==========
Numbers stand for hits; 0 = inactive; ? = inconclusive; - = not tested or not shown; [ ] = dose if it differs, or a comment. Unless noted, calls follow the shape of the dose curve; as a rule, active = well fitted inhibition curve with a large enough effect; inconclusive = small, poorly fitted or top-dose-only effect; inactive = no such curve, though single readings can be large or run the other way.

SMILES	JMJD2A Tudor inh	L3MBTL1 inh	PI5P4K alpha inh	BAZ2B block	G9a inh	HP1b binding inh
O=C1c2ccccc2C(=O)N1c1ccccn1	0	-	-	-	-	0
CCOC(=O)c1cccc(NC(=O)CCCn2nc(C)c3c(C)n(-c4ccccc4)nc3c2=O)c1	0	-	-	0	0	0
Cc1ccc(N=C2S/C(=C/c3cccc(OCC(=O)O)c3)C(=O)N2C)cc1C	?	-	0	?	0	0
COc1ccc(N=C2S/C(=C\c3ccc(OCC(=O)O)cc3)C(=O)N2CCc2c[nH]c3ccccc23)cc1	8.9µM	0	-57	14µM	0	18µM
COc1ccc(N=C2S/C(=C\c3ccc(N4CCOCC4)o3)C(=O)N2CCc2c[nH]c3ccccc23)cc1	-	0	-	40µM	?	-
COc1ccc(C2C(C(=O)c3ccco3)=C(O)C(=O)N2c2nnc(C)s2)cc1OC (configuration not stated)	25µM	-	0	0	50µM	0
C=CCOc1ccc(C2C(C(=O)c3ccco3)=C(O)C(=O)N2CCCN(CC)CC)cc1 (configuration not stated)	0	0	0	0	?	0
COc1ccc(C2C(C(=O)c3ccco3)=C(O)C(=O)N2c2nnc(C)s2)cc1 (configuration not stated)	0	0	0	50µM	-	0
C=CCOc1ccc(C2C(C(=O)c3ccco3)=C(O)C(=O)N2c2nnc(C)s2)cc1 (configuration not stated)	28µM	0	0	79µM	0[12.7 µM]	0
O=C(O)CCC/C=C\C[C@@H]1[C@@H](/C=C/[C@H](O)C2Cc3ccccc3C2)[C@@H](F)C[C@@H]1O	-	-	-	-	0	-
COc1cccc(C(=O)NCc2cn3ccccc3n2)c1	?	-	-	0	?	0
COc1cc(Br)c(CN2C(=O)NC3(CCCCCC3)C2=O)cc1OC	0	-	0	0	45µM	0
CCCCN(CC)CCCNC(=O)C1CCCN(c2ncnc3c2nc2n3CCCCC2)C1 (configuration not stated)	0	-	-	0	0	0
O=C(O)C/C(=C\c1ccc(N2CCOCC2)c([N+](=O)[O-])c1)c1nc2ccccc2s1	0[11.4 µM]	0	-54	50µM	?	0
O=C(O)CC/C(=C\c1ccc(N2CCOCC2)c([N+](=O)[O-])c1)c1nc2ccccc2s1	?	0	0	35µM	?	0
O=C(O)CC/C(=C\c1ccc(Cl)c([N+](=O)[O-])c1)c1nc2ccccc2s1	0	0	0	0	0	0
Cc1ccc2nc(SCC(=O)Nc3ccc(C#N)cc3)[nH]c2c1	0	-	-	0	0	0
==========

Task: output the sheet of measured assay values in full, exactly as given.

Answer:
Numbers stand for hits; 0 = inactive; ? = inconclusive; - = not tested or not shown; [ ] = dose if it differs, or a comment. Unless noted, calls follow the shape of the dose curve; as a rule, active = well fitted inhibition curve with a large enough effect; inconclusive = small, poorly fitted or top-dose-only effect; inactive = no such curve, though single readings can be large or run the other way.

SMILES	JMJD2A Tudor inh	L3MBTL1 inh	PI5P4K alpha inh	BAZ2B block	G9a inh	HP1b binding inh
O=C1c2ccccc2C(=O)N1c1ccccn1	0	-	-	-	-	0
CCOC(=O)c1cccc(NC(=O)CCCn2nc(C)c3c(C)n(-c4ccccc4)nc3c2=O)c1	0	-	-	0	0	0
Cc1ccc(N=C2S/C(=C/c3cccc(OCC(=O)O)c3)C(=O)N2C)cc1C	?	-	0	?	0	0
COc1ccc(N=C2S/C(=C\c3ccc(OCC(=O)O)cc3)C(=O)N2CCc2c[nH]c3ccccc23)cc1	8.9µM	0	-57	14µM	0	18µM
COc1ccc(N=C2S/C(=C\c3ccc(N4CCOCC4)o3)C(=O)N2CCc2c[nH]c3ccccc23)cc1	-	0	-	40µM	?	-
COc1ccc(C2C(C(=O)c3ccco3)=C(O)C(=O)N2c2nnc(C)s2)cc1OC (configuration not stated)	25µM	-	0	0	50µM	0
C=CCOc1ccc(C2C(C(=O)c3ccco3)=C(O)C(=O)N2CCCN(CC)CC)cc1 (configuration not stated)	0	0	0	0	?	0
COc1ccc(C2C(C(=O)c3ccco3)=C(O)C(=O)N2c2nnc(C)s2)cc1 (configuration not stated)	0	0	0	50µM	-	0
C=CCOc1ccc(C2C(C(=O)c3ccco3)=C(O)C(=O)N2c2nnc(C)s2)cc1 (configuration not stated)	28µM	0	0	79µM	0[12.7 µM]	0
O=C(O)CCC/C=C\C[C@@H]1[C@@H](/C=C/[C@H](O)C2Cc3ccccc3C2)[C@@H](F)C[C@@H]1O	-	-	-	-	0	-
COc1cccc(C(=O)NCc2cn3ccccc3n2)c1	?	-	-	0	?	0
COc1cc(Br)c(CN2C(=O)NC3(CCCCCC3)C2=O)cc1OC	0	-	0	0	45µM	0
CCCCN(CC)CCCNC(=O)C1CCCN(c2ncnc3c2nc2n3CCCCC2)C1 (configuration not stated)	0	-	-	0	0	0
O=C(O)C/C(=C\c1ccc(N2CCOCC2)c([N+](=O)[O-])c1)c1nc2ccccc2s1	0[11.4 µM]	0	-54	50µM	?	0
O=C(O)CC/C(=C\c1ccc(N2CCOCC2)c([N+](=O)[O-])c1)c1nc2ccccc2s1	?	0	0	35µM	?	0
O=C(O)CC/C(=C\c1ccc(Cl)c([N+](=O)[O-])c1)c1nc2ccccc2s1	0	0	0	0	0	0
Cc1ccc2nc(SCC(=O)Nc3ccc(C#N)cc3)[nH]c2c1	0	-	-	0	0	0